Conduct prejudicial to good order and discipline.
Failure to support dependents.
Dishonorable failure to pay just debts. Civilian Conviction
The Air Force follows the DoD guidelines except for one curious quirk: the possibility of a constructive waiver. Air Force commanders are urged to act promptly in processing a separation based on a civilian conviction to avoid a constructive waiver. Failure to exercise the option to discharge when the facts are known tends to show intent to retain the airman [sic]. However, the mere passage of time, standing alone, is not sufficient for a constructive waiver. The determination as to whether or not there is a constructive waiver is made by the commander having express waiver authority.
Commission of a Serious Offense
In addition to the DoD guidelines, the Air Force includes sexual perversion and unauthorized absence of one year or more as serious offenses. If a servicemember in the Air Force tests positive for HIV they may be discharged for misconduct if he or she is found not to have complied with lawfully ordered preventive medicine procedures. (While mentioned specifically in Air Force regulations, the above grounds would also be grounds for misconduct in all the Services.)
Drug abuse is incompatible with military service and airmen [sic] who abuse drugs one or more times are subject to discharge for misconduct. An Air Force member found to have used drugs will be discharged unless the member meets all seven of the following criteria:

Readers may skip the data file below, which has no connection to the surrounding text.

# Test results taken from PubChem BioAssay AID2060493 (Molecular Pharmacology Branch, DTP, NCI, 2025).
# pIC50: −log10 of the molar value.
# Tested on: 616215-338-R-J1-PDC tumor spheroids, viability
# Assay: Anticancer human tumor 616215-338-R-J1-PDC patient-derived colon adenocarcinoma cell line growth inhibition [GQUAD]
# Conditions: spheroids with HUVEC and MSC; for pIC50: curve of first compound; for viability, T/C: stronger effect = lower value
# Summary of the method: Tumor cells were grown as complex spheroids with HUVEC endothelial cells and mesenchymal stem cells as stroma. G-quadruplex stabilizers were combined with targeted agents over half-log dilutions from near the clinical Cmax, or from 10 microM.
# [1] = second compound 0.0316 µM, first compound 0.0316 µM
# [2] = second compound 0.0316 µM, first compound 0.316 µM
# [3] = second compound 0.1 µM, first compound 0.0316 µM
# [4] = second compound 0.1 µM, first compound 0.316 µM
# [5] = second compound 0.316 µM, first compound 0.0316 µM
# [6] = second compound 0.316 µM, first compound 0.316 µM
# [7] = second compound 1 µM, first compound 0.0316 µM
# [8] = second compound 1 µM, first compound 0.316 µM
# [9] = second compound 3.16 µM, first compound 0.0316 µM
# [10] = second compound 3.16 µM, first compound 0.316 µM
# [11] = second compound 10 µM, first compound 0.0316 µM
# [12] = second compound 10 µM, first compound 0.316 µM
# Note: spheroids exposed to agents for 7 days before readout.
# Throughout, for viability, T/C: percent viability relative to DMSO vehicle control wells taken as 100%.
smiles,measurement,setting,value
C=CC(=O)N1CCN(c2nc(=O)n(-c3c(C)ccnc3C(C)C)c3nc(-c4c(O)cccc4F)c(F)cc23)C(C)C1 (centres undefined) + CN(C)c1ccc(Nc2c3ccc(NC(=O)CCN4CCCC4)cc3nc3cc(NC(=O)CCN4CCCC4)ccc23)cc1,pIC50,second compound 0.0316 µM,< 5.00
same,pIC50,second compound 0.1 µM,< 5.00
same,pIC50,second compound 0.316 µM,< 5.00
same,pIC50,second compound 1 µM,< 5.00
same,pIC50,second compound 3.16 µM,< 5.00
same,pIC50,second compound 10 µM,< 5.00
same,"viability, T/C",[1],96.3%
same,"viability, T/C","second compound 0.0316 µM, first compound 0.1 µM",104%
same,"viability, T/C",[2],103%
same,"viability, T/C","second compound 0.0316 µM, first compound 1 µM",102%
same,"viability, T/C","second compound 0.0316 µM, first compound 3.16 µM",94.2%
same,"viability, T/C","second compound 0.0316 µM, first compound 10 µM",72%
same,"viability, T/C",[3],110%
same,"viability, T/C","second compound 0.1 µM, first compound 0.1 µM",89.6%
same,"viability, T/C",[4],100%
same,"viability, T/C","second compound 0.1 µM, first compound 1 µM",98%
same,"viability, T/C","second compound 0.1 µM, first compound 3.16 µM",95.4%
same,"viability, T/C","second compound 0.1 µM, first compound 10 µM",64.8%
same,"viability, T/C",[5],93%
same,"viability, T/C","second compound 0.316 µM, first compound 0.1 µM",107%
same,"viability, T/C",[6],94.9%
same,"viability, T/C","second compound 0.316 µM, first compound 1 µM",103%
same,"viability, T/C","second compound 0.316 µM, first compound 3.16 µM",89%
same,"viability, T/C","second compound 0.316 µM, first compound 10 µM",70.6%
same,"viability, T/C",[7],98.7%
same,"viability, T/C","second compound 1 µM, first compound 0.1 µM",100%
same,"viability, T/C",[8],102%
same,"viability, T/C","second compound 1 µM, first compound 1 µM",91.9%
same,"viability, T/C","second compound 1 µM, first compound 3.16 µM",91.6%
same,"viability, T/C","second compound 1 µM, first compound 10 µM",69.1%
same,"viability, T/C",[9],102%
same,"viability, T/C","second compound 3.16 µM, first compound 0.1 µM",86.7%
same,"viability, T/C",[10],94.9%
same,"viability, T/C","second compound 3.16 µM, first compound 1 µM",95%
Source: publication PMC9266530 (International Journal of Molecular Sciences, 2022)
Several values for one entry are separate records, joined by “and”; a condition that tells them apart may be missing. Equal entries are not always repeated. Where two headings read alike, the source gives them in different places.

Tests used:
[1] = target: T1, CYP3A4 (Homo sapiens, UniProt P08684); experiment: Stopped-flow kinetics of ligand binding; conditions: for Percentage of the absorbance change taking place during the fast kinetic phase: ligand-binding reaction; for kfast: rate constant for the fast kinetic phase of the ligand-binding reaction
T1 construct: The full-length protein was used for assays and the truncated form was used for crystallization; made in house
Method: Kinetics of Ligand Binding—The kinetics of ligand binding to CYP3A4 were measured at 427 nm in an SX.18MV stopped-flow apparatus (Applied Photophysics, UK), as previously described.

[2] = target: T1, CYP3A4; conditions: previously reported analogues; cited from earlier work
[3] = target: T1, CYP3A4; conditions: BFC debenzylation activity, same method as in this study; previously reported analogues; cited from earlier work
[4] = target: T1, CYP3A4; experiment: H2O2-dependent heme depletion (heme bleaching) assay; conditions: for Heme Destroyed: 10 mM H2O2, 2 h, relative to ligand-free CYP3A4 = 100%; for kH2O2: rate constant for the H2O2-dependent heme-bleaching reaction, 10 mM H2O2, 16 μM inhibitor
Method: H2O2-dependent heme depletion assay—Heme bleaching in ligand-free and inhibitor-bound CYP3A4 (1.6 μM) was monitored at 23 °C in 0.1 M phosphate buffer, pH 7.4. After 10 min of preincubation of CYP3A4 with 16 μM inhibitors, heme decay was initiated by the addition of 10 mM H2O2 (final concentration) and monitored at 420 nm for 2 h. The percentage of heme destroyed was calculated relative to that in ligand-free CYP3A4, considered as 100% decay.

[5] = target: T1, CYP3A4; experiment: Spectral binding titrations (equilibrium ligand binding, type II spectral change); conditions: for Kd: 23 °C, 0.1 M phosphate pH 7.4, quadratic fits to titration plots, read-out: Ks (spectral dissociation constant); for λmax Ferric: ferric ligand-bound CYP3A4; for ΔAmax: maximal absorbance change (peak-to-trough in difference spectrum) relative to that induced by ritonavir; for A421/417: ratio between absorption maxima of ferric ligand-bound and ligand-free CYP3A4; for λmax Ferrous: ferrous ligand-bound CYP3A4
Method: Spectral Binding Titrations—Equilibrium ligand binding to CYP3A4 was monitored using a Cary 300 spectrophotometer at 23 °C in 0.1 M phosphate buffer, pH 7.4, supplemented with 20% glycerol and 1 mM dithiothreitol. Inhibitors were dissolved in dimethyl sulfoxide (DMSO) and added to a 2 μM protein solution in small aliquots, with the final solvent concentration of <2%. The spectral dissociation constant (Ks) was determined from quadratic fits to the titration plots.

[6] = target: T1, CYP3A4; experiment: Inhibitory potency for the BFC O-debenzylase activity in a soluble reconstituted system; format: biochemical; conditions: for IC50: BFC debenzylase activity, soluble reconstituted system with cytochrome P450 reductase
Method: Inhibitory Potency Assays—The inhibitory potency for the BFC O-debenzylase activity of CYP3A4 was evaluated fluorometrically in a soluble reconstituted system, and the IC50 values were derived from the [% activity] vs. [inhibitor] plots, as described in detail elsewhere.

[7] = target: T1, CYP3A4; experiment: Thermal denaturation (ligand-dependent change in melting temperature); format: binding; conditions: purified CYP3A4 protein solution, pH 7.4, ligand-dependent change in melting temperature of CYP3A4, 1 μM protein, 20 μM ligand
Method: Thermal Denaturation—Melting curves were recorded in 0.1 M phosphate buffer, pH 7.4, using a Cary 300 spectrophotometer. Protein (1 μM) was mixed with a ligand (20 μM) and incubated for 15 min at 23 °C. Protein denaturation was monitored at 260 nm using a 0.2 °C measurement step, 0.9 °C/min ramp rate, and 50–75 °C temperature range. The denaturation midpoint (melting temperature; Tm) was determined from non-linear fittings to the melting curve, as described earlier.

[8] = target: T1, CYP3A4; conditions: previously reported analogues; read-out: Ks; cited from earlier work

Drug abuse is a departure from the member’s usual and customary behavior.
Drug abuse occurred as the result of drug experimentation (a drug experimenter is defined as one who has illegally or improperly used a drug for reasons of curiosity, peer pressure, or other similar reasons).
Drug abuse does not involve recurring incidents, other than drug experimentation as defined above.
The member does not desire to engage in or intend to engage in drug abuse in the future.
Drug abuse under all the circumstances is not likely to recur.
Under the particular circumstances of the case, the member’s continued presence in the Air Force is consistent with the interest of the Air Force in maintaining proper discipline, good order, leadership, and morale…
A misconduct separation will almost always be characterized Under Other Than Honorable Conditions (OTH). There are rare cases where the member’s service record is otherwise so excellent that the command will recommend a General (under Honorable Conditions) or even Honorable characterization. A member in entry level status will be processed for an entry level performance and conduct discharge when processed for minor disciplinary infractions. Repercussions of an OTH characterization include loss of veterans benefits and possibly problems in obtaining a civilian job.
Urinalysis results may be used as evidence in disciplinary actions and in all adverse administrative actions, except if a member:
Voluntarily submits to a treatment and rehabilitation program before the receipt of an order to appear for a lawful urinalysis;
Is tested as part of a limited use safety mishap investigation; or
Is tested as part of a command-directed urinalysis.
However, urinalysis results from the above circumstances may still be used as a basis for separation for drug abuse, although the characterization of service may not be Under Other Than Honorable Conditions.